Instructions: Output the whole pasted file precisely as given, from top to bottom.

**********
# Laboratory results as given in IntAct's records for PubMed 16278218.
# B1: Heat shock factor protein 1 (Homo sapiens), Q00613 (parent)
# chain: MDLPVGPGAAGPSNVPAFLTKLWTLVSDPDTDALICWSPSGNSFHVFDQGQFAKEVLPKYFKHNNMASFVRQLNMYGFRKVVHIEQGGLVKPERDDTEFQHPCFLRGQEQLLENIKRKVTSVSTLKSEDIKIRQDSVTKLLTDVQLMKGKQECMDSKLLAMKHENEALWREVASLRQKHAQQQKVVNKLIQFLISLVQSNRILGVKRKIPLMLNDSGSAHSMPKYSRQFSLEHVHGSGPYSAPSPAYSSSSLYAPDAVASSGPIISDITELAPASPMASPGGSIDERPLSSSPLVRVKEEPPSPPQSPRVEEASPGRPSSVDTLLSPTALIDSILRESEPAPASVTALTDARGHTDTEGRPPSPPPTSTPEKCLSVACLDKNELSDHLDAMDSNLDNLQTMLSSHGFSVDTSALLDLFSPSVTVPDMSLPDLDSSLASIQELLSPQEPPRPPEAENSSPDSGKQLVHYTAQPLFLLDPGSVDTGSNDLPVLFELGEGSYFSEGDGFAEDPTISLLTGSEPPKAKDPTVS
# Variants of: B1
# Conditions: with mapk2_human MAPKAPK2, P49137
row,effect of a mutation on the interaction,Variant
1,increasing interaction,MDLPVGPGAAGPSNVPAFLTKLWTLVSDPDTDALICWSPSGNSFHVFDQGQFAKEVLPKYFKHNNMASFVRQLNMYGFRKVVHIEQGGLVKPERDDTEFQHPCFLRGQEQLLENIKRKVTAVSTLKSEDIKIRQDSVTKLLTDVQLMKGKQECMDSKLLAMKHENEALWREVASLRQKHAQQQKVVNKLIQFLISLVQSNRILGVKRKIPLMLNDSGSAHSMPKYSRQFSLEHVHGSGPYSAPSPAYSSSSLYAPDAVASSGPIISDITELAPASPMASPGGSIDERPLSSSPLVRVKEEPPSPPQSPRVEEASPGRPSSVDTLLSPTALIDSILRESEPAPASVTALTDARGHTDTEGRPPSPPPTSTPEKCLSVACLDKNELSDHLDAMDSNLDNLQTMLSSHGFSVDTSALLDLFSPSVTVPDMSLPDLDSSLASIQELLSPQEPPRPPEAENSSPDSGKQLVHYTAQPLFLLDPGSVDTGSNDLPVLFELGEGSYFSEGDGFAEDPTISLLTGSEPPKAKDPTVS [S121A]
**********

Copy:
# Laboratory results as given in IntAct's records for PubMed 16278218.
# B1: Heat shock factor protein 1 (Homo sapiens), Q00613 (parent)
# chain: MDLPVGPGAAGPSNVPAFLTKLWTLVSDPDTDALICWSPSGNSFHVFDQGQFAKEVLPKYFKHNNMASFVRQLNMYGFRKVVHIEQGGLVKPERDDTEFQHPCFLRGQEQLLENIKRKVTSVSTLKSEDIKIRQDSVTKLLTDVQLMKGKQECMDSKLLAMKHENEALWREVASLRQKHAQQQKVVNKLIQFLISLVQSNRILGVKRKIPLMLNDSGSAHSMPKYSRQFSLEHVHGSGPYSAPSPAYSSSSLYAPDAVASSGPIISDITELAPASPMASPGGSIDERPLSSSPLVRVKEEPPSPPQSPRVEEASPGRPSSVDTLLSPTALIDSILRESEPAPASVTALTDARGHTDTEGRPPSPPPTSTPEKCLSVACLDKNELSDHLDAMDSNLDNLQTMLSSHGFSVDTSALLDLFSPSVTVPDMSLPDLDSSLASIQELLSPQEPPRPPEAENSSPDSGKQLVHYTAQPLFLLDPGSVDTGSNDLPVLFELGEGSYFSEGDGFAEDPTISLLTGSEPPKAKDPTVS
# Variants of: B1
# Conditions: with mapk2_human MAPKAPK2, P49137
row,effect of a mutation on the interaction,Variant
1,increasing interaction,MDLPVGPGAAGPSNVPAFLTKLWTLVSDPDTDALICWSPSGNSFHVFDQGQFAKEVLPKYFKHNNMASFVRQLNMYGFRKVVHIEQGGLVKPERDDTEFQHPCFLRGQEQLLENIKRKVTAVSTLKSEDIKIRQDSVTKLLTDVQLMKGKQECMDSKLLAMKHENEALWREVASLRQKHAQQQKVVNKLIQFLISLVQSNRILGVKRKIPLMLNDSGSAHSMPKYSRQFSLEHVHGSGPYSAPSPAYSSSSLYAPDAVASSGPIISDITELAPASPMASPGGSIDERPLSSSPLVRVKEEPPSPPQSPRVEEASPGRPSSVDTLLSPTALIDSILRESEPAPASVTALTDARGHTDTEGRPPSPPPTSTPEKCLSVACLDKNELSDHLDAMDSNLDNLQTMLSSHGFSVDTSALLDLFSPSVTVPDMSLPDLDSSLASIQELLSPQEPPRPPEAENSSPDSGKQLVHYTAQPLFLLDPGSVDTGSNDLPVLFELGEGSYFSEGDGFAEDPTISLLTGSEPPKAKDPTVS [S121A]